But then again, finance is not physics. There are no underlying physical laws defining how macro and micro economies behave, and no fundamental principles from which consequences can be deduced. There is no Second law of Thermodynamics, no Newton law equivalents. Finance is fundamentally a behavioural science, and the best that we can do is create models based upon probable outcomes. This is where the Platonists fall foul, and where the Formalists cause problems. For the Platonist quant, the message is that - sorry, there is nothing to discover... For the Formalist - please remember that the axioms that you are working with are little more than simplifications and assumptions. For the trader, risk manager and CEO the message is to check the assumptions, bring them to the forefront of your mind, and make fully informed decisions.

Of course, the problem is somewhat compounded by the fact that many quants, some of the greatest minds, are not mathematicians at all, but have trained as theoretical and empirical physicists, who are used to modelling the real world, (all are serial Platonists, by design, or perhaps Empiricist at a push :) ) looking for the Higgs boson, establishing the fundamental principles of the universe. Their very training encourages them to take observed phenomena and abstract it to fundamental laws and mathematical principles. They can't help it, but they think that they are doing science when they are modelling financial products, even when they try not to, and they are really good at it!

But then this is not the first time that physicists and mathematicians have got in to trouble by doing their job. Consider the following:

"When you see something that is technically sweet, you go ahead and do it and you argue about what to do about it only after you have had your technical success."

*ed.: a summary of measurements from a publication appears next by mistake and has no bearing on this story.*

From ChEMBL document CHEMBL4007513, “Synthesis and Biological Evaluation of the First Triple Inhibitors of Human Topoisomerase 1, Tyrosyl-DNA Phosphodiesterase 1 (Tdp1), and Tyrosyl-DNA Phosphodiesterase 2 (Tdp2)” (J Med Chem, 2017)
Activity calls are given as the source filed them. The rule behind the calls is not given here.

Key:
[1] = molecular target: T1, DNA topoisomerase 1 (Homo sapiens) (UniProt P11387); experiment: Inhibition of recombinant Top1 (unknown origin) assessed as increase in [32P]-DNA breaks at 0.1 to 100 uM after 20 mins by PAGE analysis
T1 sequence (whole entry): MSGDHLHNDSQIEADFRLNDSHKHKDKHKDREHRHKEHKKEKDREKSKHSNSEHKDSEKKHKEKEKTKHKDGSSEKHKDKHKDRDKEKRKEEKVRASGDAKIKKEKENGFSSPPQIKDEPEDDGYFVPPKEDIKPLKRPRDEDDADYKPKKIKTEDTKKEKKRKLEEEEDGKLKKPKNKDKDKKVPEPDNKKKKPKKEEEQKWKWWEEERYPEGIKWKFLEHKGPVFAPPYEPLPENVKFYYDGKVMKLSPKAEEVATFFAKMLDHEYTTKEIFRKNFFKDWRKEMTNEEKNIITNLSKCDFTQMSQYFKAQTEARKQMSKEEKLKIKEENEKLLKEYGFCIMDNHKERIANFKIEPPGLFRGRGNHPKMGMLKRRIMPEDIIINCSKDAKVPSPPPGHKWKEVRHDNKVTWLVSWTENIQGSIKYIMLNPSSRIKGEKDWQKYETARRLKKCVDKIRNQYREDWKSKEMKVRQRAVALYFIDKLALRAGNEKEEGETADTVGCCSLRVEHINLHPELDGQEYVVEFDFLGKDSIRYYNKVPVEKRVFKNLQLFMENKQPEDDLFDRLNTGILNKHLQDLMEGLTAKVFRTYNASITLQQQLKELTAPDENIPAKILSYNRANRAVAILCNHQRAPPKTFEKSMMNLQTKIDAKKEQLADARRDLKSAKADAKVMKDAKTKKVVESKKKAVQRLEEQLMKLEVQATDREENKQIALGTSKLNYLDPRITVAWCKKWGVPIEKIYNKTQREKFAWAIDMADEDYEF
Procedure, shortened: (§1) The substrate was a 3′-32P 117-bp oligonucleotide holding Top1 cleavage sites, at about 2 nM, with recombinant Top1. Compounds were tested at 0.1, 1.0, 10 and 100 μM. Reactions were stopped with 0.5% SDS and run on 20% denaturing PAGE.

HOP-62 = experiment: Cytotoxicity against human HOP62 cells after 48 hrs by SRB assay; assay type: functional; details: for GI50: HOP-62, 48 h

This statement was made by Robert Oppenheimer, lead scientist in the manhatten project, talking about the development of the atomic bomb.

The parallels here are not difficult to see: scientists and mathematicians, follow a line of enquiry for the sake of science. The results of each were disastrous, though significantly more in the case of the A-bomb. Yet the debate still rages, was Oppenheimer to blame for the destruction, after all it was Truman who gave the order to drop the bomb, but without Oppenheimer he wouldn't have had a bomb to drop?

It is not our purpose here to discuss the ethics of following certain lines of scientific enquiry, only to point out that in a less significant way that we could ask equally, are the quants really to blame, or were they just following lines of scientific and mathematical enquiry which lead to interesting conclusions ? They didn't create the business, they didn't buy and sell the credit instruments, they merely made it possible for others to do so.

And so the question seems to be, who to blame? But the answer is very complex. Surely it would be better to learn from what has happened, agree to follow legitimate lines of enquiry, to pay much more attention to the assumptions, simplifications and models and to leave the real decision makers better informed. As we begin to move out of this recession, all Platonists, Formalists, Pragmatists and Empiricists are responsible for ensuring that we do not enter another one.
Adam Vile